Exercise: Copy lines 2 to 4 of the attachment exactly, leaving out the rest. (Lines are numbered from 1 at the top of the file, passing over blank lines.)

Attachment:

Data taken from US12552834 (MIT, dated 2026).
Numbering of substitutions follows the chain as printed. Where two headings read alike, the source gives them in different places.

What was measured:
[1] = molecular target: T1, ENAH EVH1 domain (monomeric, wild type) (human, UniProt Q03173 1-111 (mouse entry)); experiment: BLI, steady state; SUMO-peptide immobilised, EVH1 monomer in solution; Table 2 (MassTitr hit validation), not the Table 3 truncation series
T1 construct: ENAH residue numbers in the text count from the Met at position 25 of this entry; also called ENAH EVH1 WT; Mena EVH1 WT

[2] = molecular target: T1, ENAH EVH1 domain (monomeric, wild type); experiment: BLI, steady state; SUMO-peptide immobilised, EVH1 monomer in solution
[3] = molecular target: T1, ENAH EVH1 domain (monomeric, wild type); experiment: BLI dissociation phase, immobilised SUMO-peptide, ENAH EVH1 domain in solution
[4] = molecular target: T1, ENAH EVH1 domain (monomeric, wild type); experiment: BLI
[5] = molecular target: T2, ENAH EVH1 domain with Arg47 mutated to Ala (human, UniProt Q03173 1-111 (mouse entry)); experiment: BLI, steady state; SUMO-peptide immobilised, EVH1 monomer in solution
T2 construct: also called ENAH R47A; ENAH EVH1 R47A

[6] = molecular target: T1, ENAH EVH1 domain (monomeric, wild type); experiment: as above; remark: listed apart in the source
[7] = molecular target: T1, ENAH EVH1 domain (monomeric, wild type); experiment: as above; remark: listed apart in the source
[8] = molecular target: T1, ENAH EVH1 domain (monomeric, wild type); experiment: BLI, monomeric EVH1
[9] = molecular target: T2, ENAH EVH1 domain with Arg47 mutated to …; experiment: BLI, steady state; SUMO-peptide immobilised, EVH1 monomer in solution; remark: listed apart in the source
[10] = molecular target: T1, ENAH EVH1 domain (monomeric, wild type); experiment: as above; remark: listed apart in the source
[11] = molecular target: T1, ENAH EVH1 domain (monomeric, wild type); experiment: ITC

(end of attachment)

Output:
Numbering of substitutions follows the chain as printed. Where two headings read alike, the source gives them in different places.

What was measured:
[1] = molecular target: T1, ENAH EVH1 domain (monomeric, wild type) (human, UniProt Q03173 1-111 (mouse entry)); experiment: BLI, steady state; SUMO-peptide immobilised, EVH1 monomer in solution; Table 2 (MassTitr hit validation), not the Table 3 truncation series